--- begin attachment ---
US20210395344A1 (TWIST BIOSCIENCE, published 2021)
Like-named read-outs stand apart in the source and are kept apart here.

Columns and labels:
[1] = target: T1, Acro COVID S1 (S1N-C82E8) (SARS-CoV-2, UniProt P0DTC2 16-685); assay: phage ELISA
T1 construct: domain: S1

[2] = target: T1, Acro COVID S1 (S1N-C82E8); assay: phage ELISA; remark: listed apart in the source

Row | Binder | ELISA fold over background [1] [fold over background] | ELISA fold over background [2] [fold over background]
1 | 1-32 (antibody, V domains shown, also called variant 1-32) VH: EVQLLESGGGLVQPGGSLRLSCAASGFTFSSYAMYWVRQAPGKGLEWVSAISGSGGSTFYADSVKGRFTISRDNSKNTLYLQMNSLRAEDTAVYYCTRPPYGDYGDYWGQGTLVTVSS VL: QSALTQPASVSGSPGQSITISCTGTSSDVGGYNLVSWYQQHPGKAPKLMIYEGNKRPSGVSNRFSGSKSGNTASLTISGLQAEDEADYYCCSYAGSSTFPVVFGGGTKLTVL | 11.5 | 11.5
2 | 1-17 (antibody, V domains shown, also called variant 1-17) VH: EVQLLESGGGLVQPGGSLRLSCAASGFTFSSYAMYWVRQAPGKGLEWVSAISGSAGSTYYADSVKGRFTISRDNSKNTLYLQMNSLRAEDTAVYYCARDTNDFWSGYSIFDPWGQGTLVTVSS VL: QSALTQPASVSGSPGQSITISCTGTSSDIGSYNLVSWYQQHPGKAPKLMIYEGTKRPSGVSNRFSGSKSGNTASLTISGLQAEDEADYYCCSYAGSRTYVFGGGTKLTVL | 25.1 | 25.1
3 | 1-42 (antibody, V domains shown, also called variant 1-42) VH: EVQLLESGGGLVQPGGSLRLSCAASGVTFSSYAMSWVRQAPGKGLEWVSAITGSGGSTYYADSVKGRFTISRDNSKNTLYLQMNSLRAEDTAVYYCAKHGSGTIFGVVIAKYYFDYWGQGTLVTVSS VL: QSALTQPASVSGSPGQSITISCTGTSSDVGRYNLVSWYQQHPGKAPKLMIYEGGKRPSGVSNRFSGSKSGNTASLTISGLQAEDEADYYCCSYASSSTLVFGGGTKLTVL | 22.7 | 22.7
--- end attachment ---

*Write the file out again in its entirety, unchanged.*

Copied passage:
US20210395344A1 (TWIST BIOSCIENCE, published 2021)
Like-named read-outs stand apart in the source and are kept apart here.

Columns and labels:
[1] = target: T1, Acro COVID S1 (S1N-C82E8) (SARS-CoV-2, UniProt P0DTC2 16-685); assay: phage ELISA
T1 construct: domain: S1

[2] = target: T1, Acro COVID S1 (S1N-C82E8); assay: phage ELISA; remark: listed apart in the source

Row | Binder | ELISA fold over background [1] [fold over background] | ELISA fold over background [2] [fold over background]
1 | 1-32 (antibody, V domains shown, also called variant 1-32) VH: EVQLLESGGGLVQPGGSLRLSCAASGFTFSSYAMYWVRQAPGKGLEWVSAISGSGGSTFYADSVKGRFTISRDNSKNTLYLQMNSLRAEDTAVYYCTRPPYGDYGDYWGQGTLVTVSS VL: QSALTQPASVSGSPGQSITISCTGTSSDVGGYNLVSWYQQHPGKAPKLMIYEGNKRPSGVSNRFSGSKSGNTASLTISGLQAEDEADYYCCSYAGSSTFPVVFGGGTKLTVL | 11.5 | 11.5
2 | 1-17 (antibody, V domains shown, also called variant 1-17) VH: EVQLLESGGGLVQPGGSLRLSCAASGFTFSSYAMYWVRQAPGKGLEWVSAISGSAGSTYYADSVKGRFTISRDNSKNTLYLQMNSLRAEDTAVYYCARDTNDFWSGYSIFDPWGQGTLVTVSS VL: QSALTQPASVSGSPGQSITISCTGTSSDIGSYNLVSWYQQHPGKAPKLMIYEGTKRPSGVSNRFSGSKSGNTASLTISGLQAEDEADYYCCSYAGSRTYVFGGGTKLTVL | 25.1 | 25.1
3 | 1-42 (antibody, V domains shown, also called variant 1-42) VH: EVQLLESGGGLVQPGGSLRLSCAASGVTFSSYAMSWVRQAPGKGLEWVSAITGSGGSTYYADSVKGRFTISRDNSKNTLYLQMNSLRAEDTAVYYCAKHGSGTIFGVVIAKYYFDYWGQGTLVTVSS VL: QSALTQPASVSGSPGQSITISCTGTSSDVGRYNLVSWYQQHPGKAPKLMIYEGGKRPSGVSNRFSGSKSGNTASLTISGLQAEDEADYYCCSYASSSTLVFGGGTKLTVL | 22.7 | 22.7